DRESSING UP gets a dressing down this season.
The super snappy, fitted, uptight three-piece suit gives way to an easier, more comfortable, more classic way for men to dress. The suit is now at ease, the fit looser, the shoulders softer, the lapels narrower, the shirt collar trimmed and the necktie slimmed down. Tweeds take the place of smoth finished wools, corduroy (particularly the narrow wale) shows up for suits or sportswear. Knitted or wool ties are abundant. Hats and caps are worn casually. And even saddle shoes reappear, done in suede and softened in color.
A lot of it appears like something that's been in the back of the closet a long time. But don't expect to recycle your 1950s clothes for real. The men's wear industry would never permit that. This season's looser fit is not as baggy as before, the narrower lapels and silhouette have taken on a new shope and are a compromise between recent and old styles.
Clothes acquire versatility from the toning-down of the newer European cuts and the spiffying-up of the older ones. The suit easily takes a sweater or contrast vest for the office; for some the sweater can replace the jacket.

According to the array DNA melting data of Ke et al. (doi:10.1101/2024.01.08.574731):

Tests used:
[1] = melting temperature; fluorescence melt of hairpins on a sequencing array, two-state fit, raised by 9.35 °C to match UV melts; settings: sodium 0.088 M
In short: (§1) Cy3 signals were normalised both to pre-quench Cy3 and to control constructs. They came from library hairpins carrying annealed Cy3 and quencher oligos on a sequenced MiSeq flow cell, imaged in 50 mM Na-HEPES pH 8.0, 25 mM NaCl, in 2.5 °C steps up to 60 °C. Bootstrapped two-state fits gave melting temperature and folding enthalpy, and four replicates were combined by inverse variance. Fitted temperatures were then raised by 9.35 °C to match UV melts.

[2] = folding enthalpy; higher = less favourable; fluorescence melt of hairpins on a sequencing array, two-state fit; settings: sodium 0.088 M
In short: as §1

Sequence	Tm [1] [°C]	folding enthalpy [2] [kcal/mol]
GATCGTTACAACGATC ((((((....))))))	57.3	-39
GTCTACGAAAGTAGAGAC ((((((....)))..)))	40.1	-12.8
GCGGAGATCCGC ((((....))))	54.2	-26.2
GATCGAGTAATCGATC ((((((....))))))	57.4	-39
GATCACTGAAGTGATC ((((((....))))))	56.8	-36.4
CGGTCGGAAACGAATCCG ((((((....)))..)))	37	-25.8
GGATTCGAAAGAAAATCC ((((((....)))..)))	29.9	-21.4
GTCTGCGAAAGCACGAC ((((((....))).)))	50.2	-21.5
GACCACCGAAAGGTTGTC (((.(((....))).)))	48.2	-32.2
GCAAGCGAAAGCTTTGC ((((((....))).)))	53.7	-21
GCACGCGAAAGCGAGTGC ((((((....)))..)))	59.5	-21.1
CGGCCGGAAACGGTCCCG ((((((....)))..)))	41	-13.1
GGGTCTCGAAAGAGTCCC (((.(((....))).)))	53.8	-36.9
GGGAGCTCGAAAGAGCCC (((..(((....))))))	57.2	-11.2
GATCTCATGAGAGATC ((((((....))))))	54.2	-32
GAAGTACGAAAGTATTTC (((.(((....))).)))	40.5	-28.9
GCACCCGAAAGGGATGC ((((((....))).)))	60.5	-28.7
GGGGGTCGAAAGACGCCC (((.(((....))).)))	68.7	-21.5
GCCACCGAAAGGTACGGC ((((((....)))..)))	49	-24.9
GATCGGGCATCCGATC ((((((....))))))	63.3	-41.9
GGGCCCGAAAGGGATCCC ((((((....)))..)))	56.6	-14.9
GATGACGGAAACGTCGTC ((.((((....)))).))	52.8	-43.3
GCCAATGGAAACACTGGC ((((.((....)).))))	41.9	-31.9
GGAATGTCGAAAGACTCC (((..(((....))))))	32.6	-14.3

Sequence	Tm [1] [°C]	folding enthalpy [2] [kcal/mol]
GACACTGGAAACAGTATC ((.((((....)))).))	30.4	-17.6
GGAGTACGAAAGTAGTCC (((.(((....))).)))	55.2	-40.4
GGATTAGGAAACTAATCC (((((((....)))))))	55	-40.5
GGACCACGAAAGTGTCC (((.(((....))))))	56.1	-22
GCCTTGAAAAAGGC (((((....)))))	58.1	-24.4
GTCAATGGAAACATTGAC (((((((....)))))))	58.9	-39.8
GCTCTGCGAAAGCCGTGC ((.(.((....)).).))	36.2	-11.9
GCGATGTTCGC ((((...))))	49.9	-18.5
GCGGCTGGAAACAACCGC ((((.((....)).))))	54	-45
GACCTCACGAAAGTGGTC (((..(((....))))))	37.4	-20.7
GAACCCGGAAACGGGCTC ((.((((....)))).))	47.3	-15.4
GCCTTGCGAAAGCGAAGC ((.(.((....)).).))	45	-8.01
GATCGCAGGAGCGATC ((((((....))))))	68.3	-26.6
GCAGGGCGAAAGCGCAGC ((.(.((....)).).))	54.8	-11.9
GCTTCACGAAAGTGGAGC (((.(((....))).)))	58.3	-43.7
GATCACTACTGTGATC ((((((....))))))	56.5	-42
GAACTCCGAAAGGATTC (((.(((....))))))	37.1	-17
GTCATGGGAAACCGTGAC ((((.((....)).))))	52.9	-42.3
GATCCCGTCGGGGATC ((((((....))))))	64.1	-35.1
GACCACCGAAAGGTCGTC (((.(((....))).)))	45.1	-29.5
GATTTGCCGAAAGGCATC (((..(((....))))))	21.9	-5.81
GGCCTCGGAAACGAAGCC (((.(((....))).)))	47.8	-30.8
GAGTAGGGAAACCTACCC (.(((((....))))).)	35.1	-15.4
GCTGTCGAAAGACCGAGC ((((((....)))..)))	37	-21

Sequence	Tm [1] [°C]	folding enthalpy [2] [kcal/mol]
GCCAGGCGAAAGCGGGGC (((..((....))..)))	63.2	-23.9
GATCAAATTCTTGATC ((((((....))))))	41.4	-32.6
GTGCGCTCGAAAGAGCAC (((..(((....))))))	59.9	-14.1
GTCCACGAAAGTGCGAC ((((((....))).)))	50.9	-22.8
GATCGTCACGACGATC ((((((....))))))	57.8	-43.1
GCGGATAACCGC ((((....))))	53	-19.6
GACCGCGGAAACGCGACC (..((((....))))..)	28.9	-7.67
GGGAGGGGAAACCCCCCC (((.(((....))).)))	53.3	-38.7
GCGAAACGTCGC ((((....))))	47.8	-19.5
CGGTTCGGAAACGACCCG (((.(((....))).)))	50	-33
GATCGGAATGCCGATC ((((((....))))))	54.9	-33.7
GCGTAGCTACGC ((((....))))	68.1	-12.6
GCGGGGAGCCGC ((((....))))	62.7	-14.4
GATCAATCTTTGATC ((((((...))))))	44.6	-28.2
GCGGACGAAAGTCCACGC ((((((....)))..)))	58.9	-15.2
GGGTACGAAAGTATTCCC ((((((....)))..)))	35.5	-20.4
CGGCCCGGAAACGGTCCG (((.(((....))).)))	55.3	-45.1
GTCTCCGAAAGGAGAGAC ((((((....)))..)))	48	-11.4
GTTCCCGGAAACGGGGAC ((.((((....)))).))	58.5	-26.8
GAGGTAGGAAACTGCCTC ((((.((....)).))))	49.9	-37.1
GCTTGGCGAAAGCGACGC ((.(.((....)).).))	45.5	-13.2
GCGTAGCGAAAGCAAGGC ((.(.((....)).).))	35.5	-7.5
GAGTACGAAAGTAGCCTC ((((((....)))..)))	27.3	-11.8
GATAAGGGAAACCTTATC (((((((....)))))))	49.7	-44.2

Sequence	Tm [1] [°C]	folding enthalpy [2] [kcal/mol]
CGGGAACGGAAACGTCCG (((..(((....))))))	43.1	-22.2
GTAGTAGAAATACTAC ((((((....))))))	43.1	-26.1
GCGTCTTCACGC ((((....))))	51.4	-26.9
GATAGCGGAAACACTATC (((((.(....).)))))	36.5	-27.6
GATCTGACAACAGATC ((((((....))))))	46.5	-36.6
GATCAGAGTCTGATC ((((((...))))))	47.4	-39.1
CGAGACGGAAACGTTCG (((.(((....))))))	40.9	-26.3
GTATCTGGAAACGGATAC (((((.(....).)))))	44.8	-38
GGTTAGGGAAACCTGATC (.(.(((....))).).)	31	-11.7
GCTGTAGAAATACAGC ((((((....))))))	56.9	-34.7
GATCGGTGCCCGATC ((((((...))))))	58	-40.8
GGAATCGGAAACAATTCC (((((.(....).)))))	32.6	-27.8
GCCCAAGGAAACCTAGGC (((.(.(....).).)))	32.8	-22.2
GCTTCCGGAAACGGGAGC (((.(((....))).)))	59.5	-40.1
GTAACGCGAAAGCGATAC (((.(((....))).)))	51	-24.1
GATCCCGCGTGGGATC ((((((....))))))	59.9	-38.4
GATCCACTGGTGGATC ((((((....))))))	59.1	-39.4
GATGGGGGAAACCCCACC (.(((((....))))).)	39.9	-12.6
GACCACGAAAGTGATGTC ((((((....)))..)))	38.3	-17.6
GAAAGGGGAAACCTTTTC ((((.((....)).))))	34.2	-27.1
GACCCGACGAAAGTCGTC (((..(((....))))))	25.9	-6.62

This season's essential extra is the extra jacket. It can team up with matching pants as a suit,or top lots of different trousers, jeans included, for both work and weekend wear. Undergirded with a sweater and vest, it can take the place of a topcoat.
The high cost of good men's clothes today requires such versatility, though the classic styling of the current crop of clothes makes them a worthy investment. It's the fabrics, the Harris tweeds, the Donegals, the camel hair, the SHetlands and other fine wools that have pushed up prices. In short, choose less and choose better.
Versatility is possible even in evening wear. A blue satin blazer can run the gamut of just about every occasion but the office or a football game, says one designer. The same is true of the black mohair suit; that can even to to the office set off with, say, a regimental tie.